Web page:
This is Joseph Spence’s best-known guitar piece, and by the time I recorded my CD it had become a regular in my sets. At the time I thought I was pretty close to his sound, and I played a couple of my versions of his arrangements to Ernie Hawkins, and Ernie was kind enough to call Stefan Grossman and suggest that I would be a good person to do an instructional video on how to play Spence’s style. Stefan knew of me as a writer but had never heard me play, but he trusted Ernie and signed me up. So then I had to figure out how Spence actually played… and immediately realized I had most of it wrong.
That was frightening, but also exciting, because it forced me to engage with Spence’s recordings in a different way. Over the next few months I listened to them more closely than I’d ever listened to anything. In the past I had worked out reasonable versions of several of his pieces — this one, “Glory of Love,” and a much simplified “Brownskin Girl” — but I’d approached them one by one, as individual arrangements, rather than immersing myself in the way he thought and moved.
Now, I realized I needed to approach his music the way I would learn a language — not by memorizing sentences, but by learning how it fitted together as a whole system. Spence played everything in the same tuning and key (key of D, with the lowest string tuned down to D), using essentially the same chord shapes and techniques — the instrumental equivalent of a vocabulary and grammar. Techniques from one piece appeared in other pieces, and sometimes a voicing would be more obvious in a new piece, so as I learned more of his pieces I kept discovering things I’d misunderstood in other pieces… and although I never lost my accent, I eventually reached a basic level of fluency.
I also hunted up a couple of people who had watched Spence and played with him. Jody Stecher had recorded Spence and studied him closely, and was kind enough to let me come over to his place and play what I had, then correct some of my mistakes. But the real expert is Guy Droussart, who visited Spence for extended periods over many years.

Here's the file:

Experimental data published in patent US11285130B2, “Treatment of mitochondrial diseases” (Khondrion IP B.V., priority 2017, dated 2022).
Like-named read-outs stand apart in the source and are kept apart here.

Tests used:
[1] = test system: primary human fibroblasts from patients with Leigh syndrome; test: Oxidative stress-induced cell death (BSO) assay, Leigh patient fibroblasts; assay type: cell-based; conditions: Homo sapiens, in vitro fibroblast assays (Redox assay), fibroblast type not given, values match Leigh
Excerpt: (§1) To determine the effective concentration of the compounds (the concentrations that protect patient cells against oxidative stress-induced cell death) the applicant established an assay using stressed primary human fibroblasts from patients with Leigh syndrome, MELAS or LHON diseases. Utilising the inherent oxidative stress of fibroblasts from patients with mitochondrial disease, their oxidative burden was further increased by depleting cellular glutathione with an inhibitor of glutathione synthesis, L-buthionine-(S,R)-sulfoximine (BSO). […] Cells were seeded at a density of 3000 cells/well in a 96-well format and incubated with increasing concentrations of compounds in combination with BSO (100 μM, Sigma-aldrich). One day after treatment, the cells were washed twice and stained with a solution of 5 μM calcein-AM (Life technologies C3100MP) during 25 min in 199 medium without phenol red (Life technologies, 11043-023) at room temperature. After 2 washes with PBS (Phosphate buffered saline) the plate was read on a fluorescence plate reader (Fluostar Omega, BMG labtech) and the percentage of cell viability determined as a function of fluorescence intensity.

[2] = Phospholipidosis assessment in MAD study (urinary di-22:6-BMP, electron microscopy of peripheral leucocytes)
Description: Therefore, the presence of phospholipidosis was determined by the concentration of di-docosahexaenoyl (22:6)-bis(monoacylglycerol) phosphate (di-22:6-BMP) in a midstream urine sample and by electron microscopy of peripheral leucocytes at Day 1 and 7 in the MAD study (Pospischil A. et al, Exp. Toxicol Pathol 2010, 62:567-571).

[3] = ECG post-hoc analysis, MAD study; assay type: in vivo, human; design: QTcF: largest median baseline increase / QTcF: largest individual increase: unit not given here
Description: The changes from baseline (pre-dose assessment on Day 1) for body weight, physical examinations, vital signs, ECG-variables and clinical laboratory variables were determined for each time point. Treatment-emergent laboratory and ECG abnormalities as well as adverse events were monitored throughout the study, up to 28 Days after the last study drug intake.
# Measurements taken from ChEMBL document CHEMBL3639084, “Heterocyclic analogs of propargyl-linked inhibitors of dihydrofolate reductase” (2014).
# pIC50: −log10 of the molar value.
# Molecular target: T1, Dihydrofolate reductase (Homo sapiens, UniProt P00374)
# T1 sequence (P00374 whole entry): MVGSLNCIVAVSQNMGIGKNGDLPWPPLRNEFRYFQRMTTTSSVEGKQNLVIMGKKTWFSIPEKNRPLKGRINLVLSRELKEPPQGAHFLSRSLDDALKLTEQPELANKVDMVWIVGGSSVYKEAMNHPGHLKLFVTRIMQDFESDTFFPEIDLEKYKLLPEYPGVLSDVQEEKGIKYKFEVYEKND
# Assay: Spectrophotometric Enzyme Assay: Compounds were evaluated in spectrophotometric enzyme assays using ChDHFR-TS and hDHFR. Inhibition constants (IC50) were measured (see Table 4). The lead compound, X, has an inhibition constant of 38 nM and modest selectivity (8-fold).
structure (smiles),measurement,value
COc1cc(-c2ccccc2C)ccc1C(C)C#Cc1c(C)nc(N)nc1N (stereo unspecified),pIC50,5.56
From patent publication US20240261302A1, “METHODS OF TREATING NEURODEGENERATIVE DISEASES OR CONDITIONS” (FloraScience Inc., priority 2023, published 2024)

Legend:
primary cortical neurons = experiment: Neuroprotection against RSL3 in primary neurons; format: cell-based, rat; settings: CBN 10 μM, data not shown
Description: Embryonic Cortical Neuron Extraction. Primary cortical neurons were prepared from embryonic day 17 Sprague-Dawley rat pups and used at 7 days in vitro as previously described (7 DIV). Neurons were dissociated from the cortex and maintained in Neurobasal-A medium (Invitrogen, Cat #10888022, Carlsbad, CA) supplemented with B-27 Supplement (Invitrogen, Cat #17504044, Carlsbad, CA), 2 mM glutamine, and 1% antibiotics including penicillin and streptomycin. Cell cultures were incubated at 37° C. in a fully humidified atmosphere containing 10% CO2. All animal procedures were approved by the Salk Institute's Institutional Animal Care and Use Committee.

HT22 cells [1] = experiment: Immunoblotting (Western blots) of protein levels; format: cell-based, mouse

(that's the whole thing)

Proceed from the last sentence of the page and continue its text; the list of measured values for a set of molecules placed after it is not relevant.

I first tried to persuade Guy to do the video himself, since he was the obvious person, but he refused because he doesn’t like instructional videos. Guy thinks it is important to approach Spence directly and immerse oneself in his music and his world – not only the guitar style, but the Bahamian gospel vocal tradition, and also to develop the physical strength Spence had from a life as a stonemason, and the rhythm of the fishing boats. So he said no, and also declined to help me… but when I played my versions of some Spence pieces for him, he was horrified and pointed out particularly egregious errors, then told me how I should be fingering particular passages… and I listened and asked questions until he began feeling like he was getting too involved with the video project. So we’d end our conversation and I’d spend a few months assimilating his corrections, send him a tape of my current versions, and he’d still be horrified and would correct me some more… and it never got to a point where he was happy, but my playing certainly improved and I am infinitely grateful.
Eventually I felt comfortable enough with Spence’s language to make the video and this was one of the songs I taught. The way I play it now is a mix of choruses Spence played on his first recordings, made by Sam Charters for Folkways Records, with some more impromptu choruses using the same basic grammar and vocabulary.
On the Folkways LP this song was titled “Happy Meeting in Glory,” and I still tend to think of it that way, but its legal title is “That Great Reunion Day.” It was published in 1940 and composed by a gospel songwriter named Adger M. Pace. An online biography says he was born in South Carolina in 1882 and became the first president of the National Singing Convention, a teacher at the Vaughan School of Music in Lawrenceburg, Tennessee, and the bass singer for the Vaughan Radio Quartet on WOAN, one of the first radio stations in the South.